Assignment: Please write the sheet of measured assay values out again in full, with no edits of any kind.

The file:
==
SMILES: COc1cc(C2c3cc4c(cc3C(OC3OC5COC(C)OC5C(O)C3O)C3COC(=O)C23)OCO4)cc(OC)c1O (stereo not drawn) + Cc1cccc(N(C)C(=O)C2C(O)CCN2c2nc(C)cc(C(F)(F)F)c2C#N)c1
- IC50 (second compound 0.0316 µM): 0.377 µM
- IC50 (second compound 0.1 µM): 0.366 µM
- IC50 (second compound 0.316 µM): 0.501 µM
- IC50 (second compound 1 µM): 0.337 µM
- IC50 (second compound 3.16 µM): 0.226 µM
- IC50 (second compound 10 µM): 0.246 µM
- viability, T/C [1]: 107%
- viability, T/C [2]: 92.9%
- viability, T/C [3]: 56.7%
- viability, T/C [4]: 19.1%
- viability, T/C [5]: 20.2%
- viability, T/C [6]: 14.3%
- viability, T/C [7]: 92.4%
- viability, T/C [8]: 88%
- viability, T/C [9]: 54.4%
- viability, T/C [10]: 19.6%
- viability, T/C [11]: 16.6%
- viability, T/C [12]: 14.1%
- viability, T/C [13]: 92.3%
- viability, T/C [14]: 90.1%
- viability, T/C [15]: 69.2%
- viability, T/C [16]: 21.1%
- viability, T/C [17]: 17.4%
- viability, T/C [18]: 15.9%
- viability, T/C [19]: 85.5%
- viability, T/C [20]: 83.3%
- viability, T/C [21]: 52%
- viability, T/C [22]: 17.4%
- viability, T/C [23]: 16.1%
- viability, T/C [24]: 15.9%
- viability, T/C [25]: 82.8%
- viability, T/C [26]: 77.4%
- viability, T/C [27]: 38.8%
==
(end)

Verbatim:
SMILES: COc1cc(C2c3cc4c(cc3C(OC3OC5COC(C)OC5C(O)C3O)C3COC(=O)C23)OCO4)cc(OC)c1O (stereo not drawn) + Cc1cccc(N(C)C(=O)C2C(O)CCN2c2nc(C)cc(C(F)(F)F)c2C#N)c1
- IC50 (second compound 0.0316 µM): 0.377 µM
- IC50 (second compound 0.1 µM): 0.366 µM
- IC50 (second compound 0.316 µM): 0.501 µM
- IC50 (second compound 1 µM): 0.337 µM
- IC50 (second compound 3.16 µM): 0.226 µM
- IC50 (second compound 10 µM): 0.246 µM
- viability, T/C [1]: 107%
- viability, T/C [2]: 92.9%
- viability, T/C [3]: 56.7%
- viability, T/C [4]: 19.1%
- viability, T/C [5]: 20.2%
- viability, T/C [6]: 14.3%
- viability, T/C [7]: 92.4%
- viability, T/C [8]: 88%
- viability, T/C [9]: 54.4%
- viability, T/C [10]: 19.6%
- viability, T/C [11]: 16.6%
- viability, T/C [12]: 14.1%
- viability, T/C [13]: 92.3%
- viability, T/C [14]: 90.1%
- viability, T/C [15]: 69.2%
- viability, T/C [16]: 21.1%
- viability, T/C [17]: 17.4%
- viability, T/C [18]: 15.9%
- viability, T/C [19]: 85.5%
- viability, T/C [20]: 83.3%
- viability, T/C [21]: 52%
- viability, T/C [22]: 17.4%
- viability, T/C [23]: 16.1%
- viability, T/C [24]: 15.9%
- viability, T/C [25]: 82.8%
- viability, T/C [26]: 77.4%
- viability, T/C [27]: 38.8%